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    1. I think that our blogger's argument needs to be read precisely, and that part of his argument is that the *average* of all wages was not impacted by mass immigration. His story is perfectly compatible with hand-car washers earning £4/h cash-in-and and university vice-chancellor compensation tripling in a decade or two.

      «substituting low wage workers for machines [ ... ]both reduces overall economy wide profits and reduces productivity.»

      Low wage workers may reduce overall per-person value-added, but "economy wide profits" can increase or stay the same if there are more workers and/or the share of value-added for profits increases, and productivity *per pound of wage* (rather than hour of work) can increase.

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  14. The paragraph starting with "Too many...", me thinks should begin with "To many...".

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    1. Methinks me thinks should be methinks.

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  15. «the evidence overwhelmingly suggests that immigration does not reduce real wages»

    I always admire the precision with which words can be used to misunderstand issues "reduce", "aggregate", "real", "wages" and so many other precise ways to avoid the issue.

    The question is whether in the absence of mass immigration from poorer countries the standards of living of workers on median wages would be lower, the same or higher than today. Would baristas, cleaners and builders in London and the south-east live 4-8 to a room and barely able to afford the bus fare to their workplace?

    My guess is that our blogger knows very well that immigration can impact the distribution of wages more than the average wage level, or the distribution between wages and profits (cleverly omitting rents), and that wages are not total compensation including T&Cs and that living standards also depend on cost of housing. Indeed he makes a very good example that shows how that is likely:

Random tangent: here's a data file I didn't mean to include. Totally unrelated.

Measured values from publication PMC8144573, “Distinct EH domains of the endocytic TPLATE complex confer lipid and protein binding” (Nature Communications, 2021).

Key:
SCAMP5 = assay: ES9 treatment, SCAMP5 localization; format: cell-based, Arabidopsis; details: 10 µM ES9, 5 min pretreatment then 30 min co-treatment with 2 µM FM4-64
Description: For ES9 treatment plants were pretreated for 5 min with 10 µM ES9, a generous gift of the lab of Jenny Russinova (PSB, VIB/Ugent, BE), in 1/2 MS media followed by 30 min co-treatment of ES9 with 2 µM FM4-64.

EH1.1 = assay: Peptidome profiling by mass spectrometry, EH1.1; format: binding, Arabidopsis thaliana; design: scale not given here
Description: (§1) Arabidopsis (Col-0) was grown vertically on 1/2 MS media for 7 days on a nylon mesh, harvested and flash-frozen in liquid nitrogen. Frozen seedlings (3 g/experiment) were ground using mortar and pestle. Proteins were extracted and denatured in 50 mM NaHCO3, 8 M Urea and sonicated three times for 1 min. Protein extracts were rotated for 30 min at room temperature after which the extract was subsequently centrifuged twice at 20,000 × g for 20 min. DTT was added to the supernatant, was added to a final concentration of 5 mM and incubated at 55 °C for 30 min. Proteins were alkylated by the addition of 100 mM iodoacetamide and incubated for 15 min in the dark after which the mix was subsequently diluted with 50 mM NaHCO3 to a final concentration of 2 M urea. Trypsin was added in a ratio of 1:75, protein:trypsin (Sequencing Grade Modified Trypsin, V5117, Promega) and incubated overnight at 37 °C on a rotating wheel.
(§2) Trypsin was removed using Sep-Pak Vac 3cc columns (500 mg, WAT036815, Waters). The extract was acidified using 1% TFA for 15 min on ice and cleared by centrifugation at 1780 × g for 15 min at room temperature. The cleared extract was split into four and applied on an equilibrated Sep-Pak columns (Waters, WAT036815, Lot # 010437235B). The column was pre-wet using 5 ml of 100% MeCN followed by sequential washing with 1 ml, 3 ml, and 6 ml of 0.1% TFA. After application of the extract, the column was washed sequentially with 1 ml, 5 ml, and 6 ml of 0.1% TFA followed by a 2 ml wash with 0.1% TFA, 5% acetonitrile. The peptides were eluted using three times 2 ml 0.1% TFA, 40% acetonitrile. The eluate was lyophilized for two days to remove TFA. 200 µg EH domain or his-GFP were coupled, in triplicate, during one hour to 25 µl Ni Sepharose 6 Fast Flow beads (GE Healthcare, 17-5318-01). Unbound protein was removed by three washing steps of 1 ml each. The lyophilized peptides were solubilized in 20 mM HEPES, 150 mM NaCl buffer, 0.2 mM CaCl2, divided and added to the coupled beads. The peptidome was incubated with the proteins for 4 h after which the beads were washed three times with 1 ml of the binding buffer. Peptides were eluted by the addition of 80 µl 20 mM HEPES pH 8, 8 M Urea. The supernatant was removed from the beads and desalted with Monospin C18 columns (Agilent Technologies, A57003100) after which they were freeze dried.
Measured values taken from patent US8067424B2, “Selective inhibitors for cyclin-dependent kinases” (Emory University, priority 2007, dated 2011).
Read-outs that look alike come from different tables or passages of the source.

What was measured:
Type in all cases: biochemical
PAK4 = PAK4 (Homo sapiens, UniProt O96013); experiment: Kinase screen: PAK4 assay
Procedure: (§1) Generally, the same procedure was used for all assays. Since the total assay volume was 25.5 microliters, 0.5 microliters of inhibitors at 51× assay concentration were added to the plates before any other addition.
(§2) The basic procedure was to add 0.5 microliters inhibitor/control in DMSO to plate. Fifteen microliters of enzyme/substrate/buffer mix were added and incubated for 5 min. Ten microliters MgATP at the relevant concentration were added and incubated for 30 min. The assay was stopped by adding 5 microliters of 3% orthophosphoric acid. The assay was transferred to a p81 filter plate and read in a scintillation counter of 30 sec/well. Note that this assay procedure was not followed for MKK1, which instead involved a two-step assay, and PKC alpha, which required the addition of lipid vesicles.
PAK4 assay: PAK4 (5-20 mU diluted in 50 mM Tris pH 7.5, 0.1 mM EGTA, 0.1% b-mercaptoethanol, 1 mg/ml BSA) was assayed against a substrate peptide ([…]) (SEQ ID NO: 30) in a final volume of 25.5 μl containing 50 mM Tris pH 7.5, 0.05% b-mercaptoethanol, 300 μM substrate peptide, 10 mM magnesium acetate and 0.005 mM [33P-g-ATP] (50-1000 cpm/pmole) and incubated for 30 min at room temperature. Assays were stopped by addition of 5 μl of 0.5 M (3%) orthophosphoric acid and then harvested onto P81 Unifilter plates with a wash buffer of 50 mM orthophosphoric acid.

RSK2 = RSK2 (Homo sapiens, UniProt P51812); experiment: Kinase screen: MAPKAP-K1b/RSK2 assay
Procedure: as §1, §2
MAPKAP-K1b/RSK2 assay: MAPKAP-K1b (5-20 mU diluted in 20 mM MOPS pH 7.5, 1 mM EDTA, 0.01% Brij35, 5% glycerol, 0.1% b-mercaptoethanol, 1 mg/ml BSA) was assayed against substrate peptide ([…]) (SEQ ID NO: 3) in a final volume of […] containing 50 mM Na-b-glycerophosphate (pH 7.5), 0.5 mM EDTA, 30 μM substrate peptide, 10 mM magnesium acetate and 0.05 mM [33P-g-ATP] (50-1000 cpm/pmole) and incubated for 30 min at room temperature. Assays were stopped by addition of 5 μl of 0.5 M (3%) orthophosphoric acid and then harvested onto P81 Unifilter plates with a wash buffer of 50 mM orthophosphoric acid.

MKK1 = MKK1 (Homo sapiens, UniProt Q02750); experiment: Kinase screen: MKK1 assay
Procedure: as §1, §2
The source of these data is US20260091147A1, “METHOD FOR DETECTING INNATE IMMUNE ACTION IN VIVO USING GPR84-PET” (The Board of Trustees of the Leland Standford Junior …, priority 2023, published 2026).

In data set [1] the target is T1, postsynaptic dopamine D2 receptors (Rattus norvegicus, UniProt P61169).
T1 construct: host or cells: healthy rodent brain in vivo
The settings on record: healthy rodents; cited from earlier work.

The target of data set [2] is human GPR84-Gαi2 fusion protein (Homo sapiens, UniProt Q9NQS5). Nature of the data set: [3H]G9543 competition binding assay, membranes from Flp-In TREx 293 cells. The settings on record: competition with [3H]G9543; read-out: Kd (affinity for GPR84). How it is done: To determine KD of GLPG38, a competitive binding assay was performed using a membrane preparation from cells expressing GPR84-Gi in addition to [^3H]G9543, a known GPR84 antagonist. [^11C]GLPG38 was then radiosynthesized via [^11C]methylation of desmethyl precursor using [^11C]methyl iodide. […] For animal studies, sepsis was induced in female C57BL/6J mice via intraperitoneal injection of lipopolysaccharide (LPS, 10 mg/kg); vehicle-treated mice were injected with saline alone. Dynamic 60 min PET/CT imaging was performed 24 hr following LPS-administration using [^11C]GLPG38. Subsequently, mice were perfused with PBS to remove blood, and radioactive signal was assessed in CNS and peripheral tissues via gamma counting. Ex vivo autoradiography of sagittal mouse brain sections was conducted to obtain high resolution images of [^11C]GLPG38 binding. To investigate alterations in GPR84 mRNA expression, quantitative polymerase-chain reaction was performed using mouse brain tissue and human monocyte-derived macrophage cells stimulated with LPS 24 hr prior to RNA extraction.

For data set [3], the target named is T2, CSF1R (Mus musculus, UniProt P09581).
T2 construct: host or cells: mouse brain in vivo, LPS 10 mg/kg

«Ask what would happen if there was more immigration in every trade except their own. They should realise that immigrants would require the services that this person provides, so the demand for their trade would increase, allowing them to increase their quotes and raise their standard of living.»

    Of course that assumes, as or blogger is intelligent enough to be aware, that the ratio is everybody else to one, as in the example. What if the opposite happens? Consider that case of Dr. Dentist and Mr. Builder, the only inhabitants of Boris Island, and the two cases: one more dentist immigrates, one more builder immigrates. Obviously in the second case Mr. Dentist can charge a lot more as demand for his work has doubled, and when he want to build a conservatory, he will receive much reduced quotes as both builders will reduce his custom. And what if The inhabitants are Mr. Dentist, Mr. Landlord, and Mr. Builder, and there are 3 homes and Mr. Dentist is an owner-occupier, Mr Landlord owns two homes, and Mr. Builders rents one from Mr. Landlord? How likely is is that among the immigrants there is a new Mr. Landlord carrying in his suitcase two new homes to Boris Island?

    Our blogger has naively made his argument based on the mistake that the distribution of occupations of immigrants is exactly the same as that of existing residents: so for every landlord, dentist, builder that is resident exactly the same number of landlords, dentists, builders immigrates.
    His argument is essentially that if an economy expands equally and perfectly symmetrically by 10% in every way, from number of houses to number of dentists to number of builders to supply of raw materials, then that will by itself not impact on the distribution of income or absolute wage levels.

    Our blogger is fond of cleverly constructed hypotheticals:

    «immigration happens because of differences in standards of living, we have to get some kind of equalisation of living standards as a result of immigration. To see why this is the wrong way of thinking about it, imagine if workers were forced to move the other way, from rich to poor countries. Would this raise real wages in poor countries? Of course not: they would be paid the same as domestic workers producing the goods the poor country does.»